Speaking to the annual conference of the Dispensing Doctors' Association (DDA) in Bristol this month, Conservative front bencher Mr Lansley tore into government policy.
Health minister Lord Ara Darzi's interim report 'Our NHS, Our Future', published in October, urged half of practices to open extended hours.
Although not directly mentioning dual registration, the report calls for GP engagement with those who 'find it hard to find time to see a GP'.
However, Mr Lansley told the conference: 'Access to GPs is not a major problem.'
He added that the government had agreed and negotiated the GMS contract and it was 'a bit rich' for primary care organisations (PCOs) not to commission services and then blame GPs for not opening for extended hours.
Mr Lansley suggested that the only people who would benefit from dual registration were MPs. He described the idea as 'barking mad' and said most patients only needed to access GPs in one location.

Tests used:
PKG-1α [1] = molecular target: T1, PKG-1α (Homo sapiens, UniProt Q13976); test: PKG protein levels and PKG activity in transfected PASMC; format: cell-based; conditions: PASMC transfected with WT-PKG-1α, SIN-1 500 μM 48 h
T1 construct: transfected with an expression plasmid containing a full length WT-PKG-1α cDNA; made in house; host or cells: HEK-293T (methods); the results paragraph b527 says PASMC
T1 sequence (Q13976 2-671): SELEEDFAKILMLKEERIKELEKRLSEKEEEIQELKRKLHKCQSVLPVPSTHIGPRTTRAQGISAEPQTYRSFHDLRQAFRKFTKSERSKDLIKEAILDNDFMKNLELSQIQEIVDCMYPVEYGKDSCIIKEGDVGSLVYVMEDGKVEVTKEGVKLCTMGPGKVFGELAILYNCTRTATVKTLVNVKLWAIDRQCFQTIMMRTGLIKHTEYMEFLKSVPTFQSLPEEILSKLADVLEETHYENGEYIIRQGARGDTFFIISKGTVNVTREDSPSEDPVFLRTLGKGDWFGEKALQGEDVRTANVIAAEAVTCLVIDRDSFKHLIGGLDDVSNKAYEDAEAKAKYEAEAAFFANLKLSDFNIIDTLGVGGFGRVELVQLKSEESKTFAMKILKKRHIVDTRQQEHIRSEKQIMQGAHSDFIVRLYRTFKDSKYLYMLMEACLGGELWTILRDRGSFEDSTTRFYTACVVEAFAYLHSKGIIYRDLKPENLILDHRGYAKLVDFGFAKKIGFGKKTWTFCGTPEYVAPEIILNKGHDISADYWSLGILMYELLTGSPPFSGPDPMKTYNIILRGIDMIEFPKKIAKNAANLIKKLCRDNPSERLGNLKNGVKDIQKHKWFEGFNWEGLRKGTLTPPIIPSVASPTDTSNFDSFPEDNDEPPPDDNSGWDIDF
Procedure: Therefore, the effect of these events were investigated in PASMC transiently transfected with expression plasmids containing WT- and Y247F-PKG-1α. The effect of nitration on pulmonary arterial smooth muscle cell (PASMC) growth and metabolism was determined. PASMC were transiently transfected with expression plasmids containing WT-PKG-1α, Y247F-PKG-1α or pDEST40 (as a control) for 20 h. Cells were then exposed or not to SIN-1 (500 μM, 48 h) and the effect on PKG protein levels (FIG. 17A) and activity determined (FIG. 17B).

He felt Darzi's interim review, which also called for 100 new GP practices and 150 GP-run super-surgeries, had resulted in PCTs starting to plan for polyclinics.
Mr Lansley strongly opposed the idea of supermarkets housing practices and said that in his constituency of Cambridge South his local supermarket was farther away from his constituents than the GP practices.
Mr Lansley spelt out Conservative policy to make GPs responsible for out-of-hours care: 'The current budget for out-of-hours per doctor is £20,000 rather than the initial £6,000 in the GMS contract'.
The Conservatives' idea is that GPs become responsible once more for commissioning out-of-hours care.
Mr Lansley defended GP pay. 'I think GPs are very senior public service professionals and should be paid as such.'
Mr Lansley's speech was hailed as well-received and 'the best political speech heard at a DDA conference' by Dr Allan Tennant, the organisation's vice chairman.
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